Under a concurrent Agent scheme, each sibling would have separate and independent powers.
They can act independently without seeking consent from the other Agent unless the power of attorney documentation, or law specific to your jurisdiction, states otherwise.
Successor/Alternative Agents and Rights of Consultation
Another option for granting power of attorney to two siblings is to appoint one as a “Primary” Agent and one as a “Successor” or backup Agent if the Primary Agent is unable to act.
This is a way that parents can get more than one child involved, without making things too messy.
In some jurisdictions, a Principal is also able to include a duty to consult in their power of attorney, requiring their Agent to discuss major decisions with other named people before making them.
Again, this means that multiple siblings can be involved in their parent’s care, minimizing discord and jealousy, while still keeping things relatively simple.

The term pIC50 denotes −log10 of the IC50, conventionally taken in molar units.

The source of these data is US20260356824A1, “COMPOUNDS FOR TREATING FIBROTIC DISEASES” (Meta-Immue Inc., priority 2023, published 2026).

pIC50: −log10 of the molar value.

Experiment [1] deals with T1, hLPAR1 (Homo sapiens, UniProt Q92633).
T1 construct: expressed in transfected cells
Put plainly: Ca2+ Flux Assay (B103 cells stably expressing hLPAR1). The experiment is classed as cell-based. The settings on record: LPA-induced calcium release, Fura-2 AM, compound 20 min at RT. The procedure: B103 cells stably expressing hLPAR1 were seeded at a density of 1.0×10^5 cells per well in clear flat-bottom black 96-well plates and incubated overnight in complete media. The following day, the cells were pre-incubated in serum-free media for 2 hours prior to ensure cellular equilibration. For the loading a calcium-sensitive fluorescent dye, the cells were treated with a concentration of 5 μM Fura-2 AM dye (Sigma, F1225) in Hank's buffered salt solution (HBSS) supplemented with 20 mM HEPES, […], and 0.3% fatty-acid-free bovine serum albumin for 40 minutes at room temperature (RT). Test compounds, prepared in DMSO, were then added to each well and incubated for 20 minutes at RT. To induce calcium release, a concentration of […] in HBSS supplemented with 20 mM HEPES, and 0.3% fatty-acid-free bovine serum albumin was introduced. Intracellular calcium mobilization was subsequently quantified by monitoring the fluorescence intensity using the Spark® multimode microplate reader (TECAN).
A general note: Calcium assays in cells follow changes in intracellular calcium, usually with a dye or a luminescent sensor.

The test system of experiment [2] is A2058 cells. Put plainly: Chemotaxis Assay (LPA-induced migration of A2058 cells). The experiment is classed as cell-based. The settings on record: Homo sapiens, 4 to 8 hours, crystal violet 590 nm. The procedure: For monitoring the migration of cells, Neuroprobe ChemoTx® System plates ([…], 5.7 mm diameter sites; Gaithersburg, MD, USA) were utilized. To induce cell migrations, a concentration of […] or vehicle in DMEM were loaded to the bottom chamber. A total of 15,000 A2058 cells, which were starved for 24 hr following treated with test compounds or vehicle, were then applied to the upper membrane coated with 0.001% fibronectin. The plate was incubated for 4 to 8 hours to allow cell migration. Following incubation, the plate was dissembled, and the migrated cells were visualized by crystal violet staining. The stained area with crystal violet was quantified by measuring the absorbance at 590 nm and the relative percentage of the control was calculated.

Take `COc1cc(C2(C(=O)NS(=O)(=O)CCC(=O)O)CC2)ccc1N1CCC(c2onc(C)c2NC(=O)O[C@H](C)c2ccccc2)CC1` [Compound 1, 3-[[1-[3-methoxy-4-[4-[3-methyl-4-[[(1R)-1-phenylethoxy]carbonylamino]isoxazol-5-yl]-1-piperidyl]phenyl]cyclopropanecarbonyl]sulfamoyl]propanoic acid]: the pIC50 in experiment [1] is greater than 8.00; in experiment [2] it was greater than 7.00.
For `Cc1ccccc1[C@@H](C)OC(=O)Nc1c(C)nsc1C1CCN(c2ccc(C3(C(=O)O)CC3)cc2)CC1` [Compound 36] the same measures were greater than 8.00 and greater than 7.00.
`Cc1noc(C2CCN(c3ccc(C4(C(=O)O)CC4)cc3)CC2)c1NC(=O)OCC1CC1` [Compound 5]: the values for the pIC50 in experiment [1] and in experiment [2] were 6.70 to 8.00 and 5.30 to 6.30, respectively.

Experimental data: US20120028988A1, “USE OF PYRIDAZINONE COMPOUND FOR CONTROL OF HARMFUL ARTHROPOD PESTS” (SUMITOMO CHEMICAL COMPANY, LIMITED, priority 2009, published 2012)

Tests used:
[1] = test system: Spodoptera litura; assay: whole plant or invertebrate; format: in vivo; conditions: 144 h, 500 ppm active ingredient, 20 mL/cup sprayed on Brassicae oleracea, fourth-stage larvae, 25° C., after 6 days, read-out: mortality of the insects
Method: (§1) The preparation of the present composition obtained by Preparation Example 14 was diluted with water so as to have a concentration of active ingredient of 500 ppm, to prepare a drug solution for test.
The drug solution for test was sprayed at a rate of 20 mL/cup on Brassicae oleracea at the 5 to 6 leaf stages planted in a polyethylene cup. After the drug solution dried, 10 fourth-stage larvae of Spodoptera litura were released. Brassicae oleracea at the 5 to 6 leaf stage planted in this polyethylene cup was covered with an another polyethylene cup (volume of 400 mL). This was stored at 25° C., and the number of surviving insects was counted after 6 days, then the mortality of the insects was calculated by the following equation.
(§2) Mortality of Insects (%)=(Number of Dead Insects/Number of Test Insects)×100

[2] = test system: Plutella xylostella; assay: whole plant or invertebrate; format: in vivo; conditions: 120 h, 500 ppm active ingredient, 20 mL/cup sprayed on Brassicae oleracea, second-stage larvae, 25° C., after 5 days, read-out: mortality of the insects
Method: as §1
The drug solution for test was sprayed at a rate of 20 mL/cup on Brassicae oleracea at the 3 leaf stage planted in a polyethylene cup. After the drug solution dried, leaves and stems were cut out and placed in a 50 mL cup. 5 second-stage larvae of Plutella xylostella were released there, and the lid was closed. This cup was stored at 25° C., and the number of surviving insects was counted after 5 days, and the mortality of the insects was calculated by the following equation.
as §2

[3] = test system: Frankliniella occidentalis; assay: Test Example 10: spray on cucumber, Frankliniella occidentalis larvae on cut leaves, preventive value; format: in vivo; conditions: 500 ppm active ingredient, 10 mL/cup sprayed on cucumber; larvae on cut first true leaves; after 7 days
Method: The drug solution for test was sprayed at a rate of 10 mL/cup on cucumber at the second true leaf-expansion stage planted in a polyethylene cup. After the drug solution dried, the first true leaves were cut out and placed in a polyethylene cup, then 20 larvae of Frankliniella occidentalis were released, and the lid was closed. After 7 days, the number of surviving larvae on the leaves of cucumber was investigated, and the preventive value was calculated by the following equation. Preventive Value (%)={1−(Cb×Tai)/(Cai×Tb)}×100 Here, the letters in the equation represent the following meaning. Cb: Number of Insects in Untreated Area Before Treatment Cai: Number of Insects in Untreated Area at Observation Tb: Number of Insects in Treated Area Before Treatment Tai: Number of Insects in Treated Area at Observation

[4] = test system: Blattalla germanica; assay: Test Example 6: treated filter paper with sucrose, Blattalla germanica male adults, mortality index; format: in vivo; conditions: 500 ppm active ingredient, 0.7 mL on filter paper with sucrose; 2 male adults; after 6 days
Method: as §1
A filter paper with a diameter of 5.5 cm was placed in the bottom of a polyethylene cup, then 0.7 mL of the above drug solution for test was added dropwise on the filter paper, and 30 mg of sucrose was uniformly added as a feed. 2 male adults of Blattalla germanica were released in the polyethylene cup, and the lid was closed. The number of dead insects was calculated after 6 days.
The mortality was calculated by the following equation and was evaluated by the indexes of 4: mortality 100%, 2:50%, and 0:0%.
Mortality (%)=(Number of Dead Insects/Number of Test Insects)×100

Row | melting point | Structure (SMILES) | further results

Regardless, of the path you are considering, before making any decisions on how to assign power of attorney to multiple siblings I strongly recommend:
- Discussing your wishes with your intended Agent(s),
- Consulting with a lawyer who practices in this area.
Pros and Cons of Giving Multiple Siblings Power of Attorney
The reason I have emphasized the importance of discussing your wishes with your intended Agent(s), and consulting with a lawyer, is that the legal area of powers of attorney is fraught.
There are a number of pros and cons associated with appointing more than one Agent.
- Convenience: Splitting up duties between two or more Agents can alleviate their individual burdens.
- Cooperation and Consideration: With more than one Agent, different perspectives come into play while making critical decisions, such as ones relating to personal or health care. This can minimize problems, risks and errors.